Massachusetts Public Records Act
- 1 Relevant legal cases
- 2 Proposed changes
- 3 Massachusetts's transparency report card
- 4 Features of the law
- 4.1 Declared legal intention
- 4.2 What records are covered?
- 4.3 What agencies are covered?
- 4.4 Who may request records?
- 4.5 Must a purpose be stated?
- 4.6 How can records be used?
- 4.7 Time allowed for response
- 4.8 Fees for records
- 4.9 Role of the Attorney General
- 5 Open meetings
- 6 See also
- 7 External links
- 8 References
The Massachusetts Public Records Act is a series of laws designed to guarantee that the public has access to public records of government bodies at all levels in Massachusetts. It is located at Part I, Title X, Chapter 66 of the Massachusetts General Laws.
The Massachusetts Open Meetings Act legislates the methods by which public meetings are conducted.
To learn more about how to make a public records request in this state, please see Massachusetts FOIA procedures.
Relevant legal cases
Here is a list of relevant lawsuits in Massachusetts (cases are listed alphabetically; to order them by year, please click the icon to the right of the "year" heading).
|Attorney General v. School Committee of Northampton||1978|
|Bello v. South Shore Hospital||1981|
|Bougas v. Chief of Police of Lexington||1976|
|Connelly v. School Committee of Hanover||1991|
|District Attorney for the Plymouth District v. Board of Selectmen of Middleborough||1985|
|Gerstein v. Superintendent Search Screening Committee||1989|
|Ghiglione v. School Committee of Southbridge||1978|
|Globe Newspaper Co. v. Boston Retirement Board||1983|
|Hastings & Sons Publishing Co. v. City Treasurer of Lynn||1978|
|Pearson v. Board of Health of Chicopee||1988|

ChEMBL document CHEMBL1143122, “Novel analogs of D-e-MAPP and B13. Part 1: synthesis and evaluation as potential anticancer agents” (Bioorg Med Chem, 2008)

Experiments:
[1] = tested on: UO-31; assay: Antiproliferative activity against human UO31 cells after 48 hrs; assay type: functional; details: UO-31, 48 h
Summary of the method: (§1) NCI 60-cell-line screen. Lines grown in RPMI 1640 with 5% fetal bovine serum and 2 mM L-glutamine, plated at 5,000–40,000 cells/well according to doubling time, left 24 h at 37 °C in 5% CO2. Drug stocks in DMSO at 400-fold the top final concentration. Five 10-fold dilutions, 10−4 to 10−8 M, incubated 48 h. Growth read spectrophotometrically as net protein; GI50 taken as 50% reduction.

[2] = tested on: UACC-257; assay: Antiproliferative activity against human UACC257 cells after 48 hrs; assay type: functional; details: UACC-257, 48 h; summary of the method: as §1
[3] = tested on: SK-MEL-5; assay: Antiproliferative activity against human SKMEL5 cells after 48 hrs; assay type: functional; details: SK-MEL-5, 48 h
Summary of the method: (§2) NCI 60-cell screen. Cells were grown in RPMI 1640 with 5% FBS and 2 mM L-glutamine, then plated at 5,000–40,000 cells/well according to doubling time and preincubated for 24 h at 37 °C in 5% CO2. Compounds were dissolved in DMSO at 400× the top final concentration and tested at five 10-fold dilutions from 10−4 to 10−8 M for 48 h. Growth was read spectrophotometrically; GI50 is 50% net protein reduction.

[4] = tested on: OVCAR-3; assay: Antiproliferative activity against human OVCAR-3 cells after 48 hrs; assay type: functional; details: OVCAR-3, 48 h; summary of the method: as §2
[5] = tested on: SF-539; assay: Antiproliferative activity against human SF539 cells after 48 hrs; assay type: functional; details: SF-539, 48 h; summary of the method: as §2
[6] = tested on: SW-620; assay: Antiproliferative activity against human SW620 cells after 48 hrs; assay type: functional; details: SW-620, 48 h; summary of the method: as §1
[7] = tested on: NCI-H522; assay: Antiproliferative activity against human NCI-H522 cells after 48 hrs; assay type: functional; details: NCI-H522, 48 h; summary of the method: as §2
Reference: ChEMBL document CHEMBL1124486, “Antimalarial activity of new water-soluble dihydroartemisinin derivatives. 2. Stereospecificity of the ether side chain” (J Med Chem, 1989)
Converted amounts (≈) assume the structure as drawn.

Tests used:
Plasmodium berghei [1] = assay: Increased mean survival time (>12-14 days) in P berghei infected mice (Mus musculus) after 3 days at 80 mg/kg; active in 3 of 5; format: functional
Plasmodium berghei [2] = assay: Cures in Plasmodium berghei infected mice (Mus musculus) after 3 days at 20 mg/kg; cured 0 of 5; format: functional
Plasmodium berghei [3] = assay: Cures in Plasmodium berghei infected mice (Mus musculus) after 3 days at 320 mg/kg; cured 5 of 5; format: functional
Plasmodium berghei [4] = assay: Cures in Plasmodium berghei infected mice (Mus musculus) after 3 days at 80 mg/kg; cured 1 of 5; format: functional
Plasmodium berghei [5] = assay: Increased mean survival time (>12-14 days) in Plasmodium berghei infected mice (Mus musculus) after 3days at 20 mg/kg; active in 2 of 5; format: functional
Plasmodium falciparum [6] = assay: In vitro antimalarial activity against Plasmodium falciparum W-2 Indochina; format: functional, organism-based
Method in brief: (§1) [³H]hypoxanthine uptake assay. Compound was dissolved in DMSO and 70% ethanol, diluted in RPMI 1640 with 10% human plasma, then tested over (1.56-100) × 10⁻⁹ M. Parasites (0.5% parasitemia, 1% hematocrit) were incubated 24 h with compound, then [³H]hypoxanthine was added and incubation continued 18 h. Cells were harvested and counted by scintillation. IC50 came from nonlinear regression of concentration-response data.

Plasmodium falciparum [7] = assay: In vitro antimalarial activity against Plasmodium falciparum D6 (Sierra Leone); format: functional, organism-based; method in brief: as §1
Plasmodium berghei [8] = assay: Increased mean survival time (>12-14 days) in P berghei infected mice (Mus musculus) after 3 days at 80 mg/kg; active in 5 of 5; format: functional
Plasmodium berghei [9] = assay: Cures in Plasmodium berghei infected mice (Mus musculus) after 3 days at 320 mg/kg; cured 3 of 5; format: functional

|Pottle v. School Committee of Braintree||1985|
|Yaro v. Board of Appeals of Newburyport||1980|
We do not currently have any legislation for Massachusetts in 2011.
We have no current bill pages for Massachusetts from 2010. This may be due to incomplete research.
Massachusetts's transparency report card
A 2008 study, BGA - Alper Integrity Index, conducted by the Better Government Association and sponsored by Alper Services, ranked Massachusetts #20 in the nation with an overall percentage of 54.30%.
A 2007 study, Graded state responsiveness to FOI requests, conducted by BGA and the NFOIC, gave Massachusetts 31 points out of a possible 100, a letter grade of "F" and a ranking of 43 out of the 50 states.
Features of the law
- Compare States: Sunshine variations
- Click on the heading to compare your state's law to other state's transparency laws.
Declared legal intention
The Massachusetts law does not contain a clearly defined declared legal intention.
What records are covered?
- See also: Defining public records
Public records are defined as "all books, papers, maps, photographs, recorded tapes, financial statements, statistical tabulations, or other documentary materials or data, regardless of physical form or characteristics, made or received by any officer or employee of any agency."
- Personal contact information of individuals who own firearms, law enforcement, youth services, social services and department of corrections personnel and victims of crimes
- Records that are required to be exempted in order to maintain the proper functioning of government (4-7-26-B)
- Medical files and other files that would result in an invasion of privacy (4-7-26-C)
- Memorandum relating to policies being developed (4-7-26-D)
- Law enforcement investigations (4-7-26-F)
- Trade secrets (4-7-26-G)
- Appraisals for potential property purchases (4-7-26-I)
- Examinations (4-7-26-L)
- Hospital contracts (4-7-26-M)
- Records that would jeopardize security (4-7-26-N)
- Home contact information of all state employees and their families (4-7-26-O, P)